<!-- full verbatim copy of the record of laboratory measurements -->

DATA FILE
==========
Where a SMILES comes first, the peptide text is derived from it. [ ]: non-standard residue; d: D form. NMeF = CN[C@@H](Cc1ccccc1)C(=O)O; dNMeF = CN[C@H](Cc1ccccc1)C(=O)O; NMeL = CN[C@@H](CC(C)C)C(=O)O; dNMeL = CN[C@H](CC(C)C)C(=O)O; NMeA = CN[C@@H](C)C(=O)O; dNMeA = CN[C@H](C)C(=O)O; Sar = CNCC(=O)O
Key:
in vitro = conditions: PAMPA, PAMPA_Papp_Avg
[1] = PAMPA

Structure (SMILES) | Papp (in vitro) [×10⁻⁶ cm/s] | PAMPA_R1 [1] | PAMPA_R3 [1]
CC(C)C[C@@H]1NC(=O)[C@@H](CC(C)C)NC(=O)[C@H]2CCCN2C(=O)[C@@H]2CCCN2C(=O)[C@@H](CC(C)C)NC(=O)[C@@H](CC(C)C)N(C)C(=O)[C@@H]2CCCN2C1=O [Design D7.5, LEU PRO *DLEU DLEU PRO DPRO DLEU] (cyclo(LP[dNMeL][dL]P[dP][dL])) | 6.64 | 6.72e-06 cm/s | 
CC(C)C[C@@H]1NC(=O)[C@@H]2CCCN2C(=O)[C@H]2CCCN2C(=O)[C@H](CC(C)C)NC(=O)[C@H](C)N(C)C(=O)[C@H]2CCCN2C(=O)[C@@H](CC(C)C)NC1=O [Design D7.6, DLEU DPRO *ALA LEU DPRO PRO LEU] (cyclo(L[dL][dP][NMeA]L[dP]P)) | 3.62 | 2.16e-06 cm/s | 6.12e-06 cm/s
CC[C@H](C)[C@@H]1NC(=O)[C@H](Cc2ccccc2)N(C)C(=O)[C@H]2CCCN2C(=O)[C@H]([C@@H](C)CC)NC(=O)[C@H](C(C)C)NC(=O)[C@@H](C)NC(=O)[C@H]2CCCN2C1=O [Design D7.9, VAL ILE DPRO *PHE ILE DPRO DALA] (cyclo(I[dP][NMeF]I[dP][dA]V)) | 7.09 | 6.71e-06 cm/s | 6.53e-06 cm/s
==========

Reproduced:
Where a SMILES comes first, the peptide text is derived from it. [ ]: non-standard residue; d: D form. NMeF = CN[C@@H](Cc1ccccc1)C(=O)O; dNMeF = CN[C@H](Cc1ccccc1)C(=O)O; NMeL = CN[C@@H](CC(C)C)C(=O)O; dNMeL = CN[C@H](CC(C)C)C(=O)O; NMeA = CN[C@@H](C)C(=O)O; dNMeA = CN[C@H](C)C(=O)O; Sar = CNCC(=O)O
Key:
in vitro = conditions: PAMPA, PAMPA_Papp_Avg
[1] = PAMPA

Structure (SMILES) | Papp (in vitro) [×10⁻⁶ cm/s] | PAMPA_R1 [1] | PAMPA_R3 [1]
CC(C)C[C@@H]1NC(=O)[C@@H](CC(C)C)NC(=O)[C@H]2CCCN2C(=O)[C@@H]2CCCN2C(=O)[C@@H](CC(C)C)NC(=O)[C@@H](CC(C)C)N(C)C(=O)[C@@H]2CCCN2C1=O [Design D7.5, LEU PRO *DLEU DLEU PRO DPRO DLEU] (cyclo(LP[dNMeL][dL]P[dP][dL])) | 6.64 | 6.72e-06 cm/s | 
CC(C)C[C@@H]1NC(=O)[C@@H]2CCCN2C(=O)[C@H]2CCCN2C(=O)[C@H](CC(C)C)NC(=O)[C@H](C)N(C)C(=O)[C@H]2CCCN2C(=O)[C@@H](CC(C)C)NC1=O [Design D7.6, DLEU DPRO *ALA LEU DPRO PRO LEU] (cyclo(L[dL][dP][NMeA]L[dP]P)) | 3.62 | 2.16e-06 cm/s | 6.12e-06 cm/s
CC[C@H](C)[C@@H]1NC(=O)[C@H](Cc2ccccc2)N(C)C(=O)[C@H]2CCCN2C(=O)[C@H]([C@@H](C)CC)NC(=O)[C@H](C(C)C)NC(=O)[C@@H](C)NC(=O)[C@H]2CCCN2C1=O [Design D7.9, VAL ILE DPRO *PHE ILE DPRO DALA] (cyclo(I[dP][NMeF]I[dP][dA]V)) | 7.09 | 6.71e-06 cm/s | 6.53e-06 cm/s